Hunting & Gathering

The hills and gullies around are an abundant source of wild animals, fruit trees and other things suitable for eating.

Baking apples with waste heat

Baking apples with waste heat

Details  With the recent installation of the chimney oven we have been looking for things to bake and roast. The last of the granny smith apples chopped, drizzled with honey, a scattering of frozen blackberries and a splash of water. Fantastic.
Date  July 20, 2017
Harvest     
Tags    apple  july  winter  baking 
Clavulina rugosa - edible fungi

Clavulina rugosa - edible fungi

Details  After several attempts to inoculate and produce edible mushrooms I decided I might be better off educating myself on the local edible varieties that grow themselves. On several occasions we have found and eaten large field mushrooms but these are less common as the land rapidly returns to forest.

One species that I felt comfortable identifying due to lack of poisonous lookalikes is Clavulina rugosa, commonly known as the wrinkled coral fungus. Knowing that it occurs in symbiosis with conifer roots I went looking and was surprised to find some growing less than 100m from the house. Now that I know what I'm looking for I have found them in other locations.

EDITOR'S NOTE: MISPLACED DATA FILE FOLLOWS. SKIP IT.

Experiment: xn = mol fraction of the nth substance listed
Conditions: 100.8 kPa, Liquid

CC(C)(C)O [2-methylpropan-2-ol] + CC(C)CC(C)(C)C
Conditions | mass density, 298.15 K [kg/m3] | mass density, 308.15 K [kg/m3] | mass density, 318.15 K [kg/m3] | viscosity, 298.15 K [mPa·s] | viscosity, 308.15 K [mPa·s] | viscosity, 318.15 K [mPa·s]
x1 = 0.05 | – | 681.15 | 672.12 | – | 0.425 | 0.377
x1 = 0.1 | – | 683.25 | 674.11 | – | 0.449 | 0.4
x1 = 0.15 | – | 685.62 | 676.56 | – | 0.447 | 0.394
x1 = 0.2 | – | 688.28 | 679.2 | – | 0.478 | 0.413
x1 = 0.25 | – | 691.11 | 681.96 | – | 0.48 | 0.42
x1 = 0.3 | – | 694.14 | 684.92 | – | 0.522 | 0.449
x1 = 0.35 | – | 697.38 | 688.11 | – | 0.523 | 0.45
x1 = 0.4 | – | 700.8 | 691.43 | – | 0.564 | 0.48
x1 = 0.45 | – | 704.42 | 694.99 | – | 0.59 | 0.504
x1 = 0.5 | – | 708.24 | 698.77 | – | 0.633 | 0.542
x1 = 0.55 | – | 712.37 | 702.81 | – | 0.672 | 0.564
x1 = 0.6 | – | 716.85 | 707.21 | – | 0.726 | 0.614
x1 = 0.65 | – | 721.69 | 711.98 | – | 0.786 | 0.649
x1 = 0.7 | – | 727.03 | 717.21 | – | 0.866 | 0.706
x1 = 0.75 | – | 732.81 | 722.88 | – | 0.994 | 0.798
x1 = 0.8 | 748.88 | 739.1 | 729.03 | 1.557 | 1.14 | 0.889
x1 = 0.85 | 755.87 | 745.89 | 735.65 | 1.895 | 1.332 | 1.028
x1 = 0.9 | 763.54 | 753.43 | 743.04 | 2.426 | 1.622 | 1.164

Date  August 05, 2021
Tags    fungi  food 
Eel for protein

Eel for protein

When I discovered there was a rather seizable eel living in one of the pools down in the creek I could think of no better use than chook protein.
After several failed attempts to trap this slimy beast I resorted to the old fashioned spear and soon had him chopped up into chunks for the chickens. Yum!
December 26, 2010
Melting Beeswax

Melting Beeswax

I hate to see anything go to waste so with the fire going to heat the bath I remembered the deserted beehive with the exposed comb.

Crushed up and sitting in an iron pot near the fire it slowly melts down. Once I have skimmed off the impurities perhaps I can make a candle...
November 11, 2011
  bees  wax  fire 
Blackberries

Blackberries

Wild blackberries are a bit of a curse round here, growing rampantly wherever they can. However at this time of year they redeem themselves somewhat by offering up sweet berries.
In addition to the thorny wild plants, we have a thornless variety in the garden that produces larger, more accessible berries.
February 16, 2010